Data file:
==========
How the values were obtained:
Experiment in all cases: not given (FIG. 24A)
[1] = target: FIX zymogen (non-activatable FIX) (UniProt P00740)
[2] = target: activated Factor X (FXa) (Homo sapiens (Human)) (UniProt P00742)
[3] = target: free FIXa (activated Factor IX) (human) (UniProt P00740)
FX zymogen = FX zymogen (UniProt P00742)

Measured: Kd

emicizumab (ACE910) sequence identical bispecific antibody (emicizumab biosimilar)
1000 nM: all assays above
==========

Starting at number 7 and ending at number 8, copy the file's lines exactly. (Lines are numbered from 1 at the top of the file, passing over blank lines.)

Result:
Measured: Kd

emicizumab (ACE910) sequence identical bispecific antibody (emicizumab biosimilar)